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David Chang, hot New York chef (founder of the insanely popular Momofuku chain that features Asian street foods in informal (even uncomfortable) settings, including a noodle house and an Asian tapas restaurant, absolutely refuses to do a TV show: “The whole thought of it made me cringe.”

Instead, he has invested in the supposedly dying medium of a print foodie magazine (with the grave of the seemingly-immortal Gourmet Magazine still fresh.) He and his collaborator, writer Peter Meehan, working under the aegis of McSweeney Publishing Company in San Francisco, thought about doing some sort of I-Pod ap of videos, recipes, blogs, etc., but after considering it, they decided, of all things. to do a magazine. A big, expensive, beautiful, totally eccentric quarterly, printed on heavy matte paper with original graphics, each issue devoted to a single foodstuff. It’s called Lucky Peach (the translation of momofuku). It’s the opposite of a typical glossy food magazine: No little snippets of cooking techniques or equipment promos, no inauthentic “adapted for Americans” recipes, no bloggy little infographics – and no ads.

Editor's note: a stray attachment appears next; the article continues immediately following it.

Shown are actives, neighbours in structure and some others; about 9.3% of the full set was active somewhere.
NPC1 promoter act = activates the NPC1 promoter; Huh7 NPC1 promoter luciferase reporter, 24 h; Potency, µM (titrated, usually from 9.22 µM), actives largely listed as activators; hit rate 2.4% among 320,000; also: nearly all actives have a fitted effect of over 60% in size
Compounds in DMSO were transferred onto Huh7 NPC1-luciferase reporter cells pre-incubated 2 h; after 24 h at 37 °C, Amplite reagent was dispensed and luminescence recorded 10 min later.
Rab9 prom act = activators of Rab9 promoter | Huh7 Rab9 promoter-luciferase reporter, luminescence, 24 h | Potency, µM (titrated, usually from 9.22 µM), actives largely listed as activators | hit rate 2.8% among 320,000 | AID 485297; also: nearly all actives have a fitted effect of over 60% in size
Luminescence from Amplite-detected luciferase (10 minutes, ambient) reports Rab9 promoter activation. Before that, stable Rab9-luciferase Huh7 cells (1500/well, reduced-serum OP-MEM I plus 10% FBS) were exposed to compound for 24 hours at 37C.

The first issue is devoted to ramen (discussions, regional variations, recipes, a taste-test of noodles by Ruth Reichl, ex-editor of Gourmet), with a few side-street diversions, such as a verbal squabble between Anthony Bourdain, molecular gastronomy star Wylie Dufresne, and Chang himself, on the subject of culinary mediocrity.

Apparently it’s a dynamite read -- even as a beach read. (Unlike some of those terribly, terribly serious foodie mags, it’s reportedly fun.) The first printing of 40,000 sold out, ditto a second of 12,000. The price is $10.00 per copy at your local newstand (ha! local newstands in SD?) On the net for the hard-copy first issue: storemcsweeneysnet.index, or Amazon/Lucky Peach Magazine.

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